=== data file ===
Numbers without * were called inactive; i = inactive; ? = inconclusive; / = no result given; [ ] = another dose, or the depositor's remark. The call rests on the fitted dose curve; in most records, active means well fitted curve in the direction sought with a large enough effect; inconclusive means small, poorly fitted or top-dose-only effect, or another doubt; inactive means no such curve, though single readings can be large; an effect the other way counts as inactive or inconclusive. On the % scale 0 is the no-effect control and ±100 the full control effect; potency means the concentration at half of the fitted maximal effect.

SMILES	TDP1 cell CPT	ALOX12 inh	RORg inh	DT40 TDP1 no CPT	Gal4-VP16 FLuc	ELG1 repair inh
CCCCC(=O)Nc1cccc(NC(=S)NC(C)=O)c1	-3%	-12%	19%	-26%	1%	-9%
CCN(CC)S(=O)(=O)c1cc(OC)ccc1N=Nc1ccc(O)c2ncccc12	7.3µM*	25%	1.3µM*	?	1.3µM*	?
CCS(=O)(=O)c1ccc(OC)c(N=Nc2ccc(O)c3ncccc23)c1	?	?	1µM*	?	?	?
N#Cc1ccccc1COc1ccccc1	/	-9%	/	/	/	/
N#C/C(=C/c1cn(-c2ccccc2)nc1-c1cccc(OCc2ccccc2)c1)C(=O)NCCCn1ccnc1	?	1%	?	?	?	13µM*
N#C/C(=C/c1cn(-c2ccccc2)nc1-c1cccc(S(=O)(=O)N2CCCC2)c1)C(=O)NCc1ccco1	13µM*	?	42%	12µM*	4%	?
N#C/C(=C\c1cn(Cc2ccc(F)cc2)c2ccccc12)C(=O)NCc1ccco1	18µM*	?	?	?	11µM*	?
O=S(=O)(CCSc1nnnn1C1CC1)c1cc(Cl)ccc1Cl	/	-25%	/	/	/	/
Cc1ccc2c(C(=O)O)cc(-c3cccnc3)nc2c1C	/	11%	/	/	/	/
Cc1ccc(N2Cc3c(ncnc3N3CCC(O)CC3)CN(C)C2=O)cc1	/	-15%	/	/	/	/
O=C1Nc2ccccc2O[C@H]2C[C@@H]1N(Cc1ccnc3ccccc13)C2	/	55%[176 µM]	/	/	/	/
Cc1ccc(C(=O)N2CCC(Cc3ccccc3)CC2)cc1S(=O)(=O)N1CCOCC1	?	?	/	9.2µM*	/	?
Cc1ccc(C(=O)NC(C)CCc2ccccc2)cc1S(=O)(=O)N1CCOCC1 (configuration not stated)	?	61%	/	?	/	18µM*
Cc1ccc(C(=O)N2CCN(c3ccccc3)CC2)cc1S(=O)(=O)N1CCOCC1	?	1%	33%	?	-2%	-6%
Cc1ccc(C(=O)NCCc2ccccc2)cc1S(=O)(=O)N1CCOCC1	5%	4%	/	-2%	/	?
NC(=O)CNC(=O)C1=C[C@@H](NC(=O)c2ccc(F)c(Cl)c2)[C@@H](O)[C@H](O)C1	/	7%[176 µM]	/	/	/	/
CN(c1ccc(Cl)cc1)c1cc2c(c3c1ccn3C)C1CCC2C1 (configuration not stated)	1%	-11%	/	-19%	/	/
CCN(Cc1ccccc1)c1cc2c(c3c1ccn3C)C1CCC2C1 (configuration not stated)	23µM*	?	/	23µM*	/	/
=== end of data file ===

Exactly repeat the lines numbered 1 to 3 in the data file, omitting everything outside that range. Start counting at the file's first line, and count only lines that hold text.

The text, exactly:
Numbers without * were called inactive; i = inactive; ? = inconclusive; / = no result given; [ ] = another dose, or the depositor's remark. The call rests on the fitted dose curve; in most records, active means well fitted curve in the direction sought with a large enough effect; inconclusive means small, poorly fitted or top-dose-only effect, or another doubt; inactive means no such curve, though single readings can be large; an effect the other way counts as inactive or inconclusive. On the % scale 0 is the no-effect control and ±100 the full control effect; potency means the concentration at half of the fitted maximal effect.

SMILES	TDP1 cell CPT	ALOX12 inh	RORg inh	DT40 TDP1 no CPT	Gal4-VP16 FLuc	ELG1 repair inh
CCCCC(=O)Nc1cccc(NC(=S)NC(C)=O)c1	-3%	-12%	19%	-26%	1%	-9%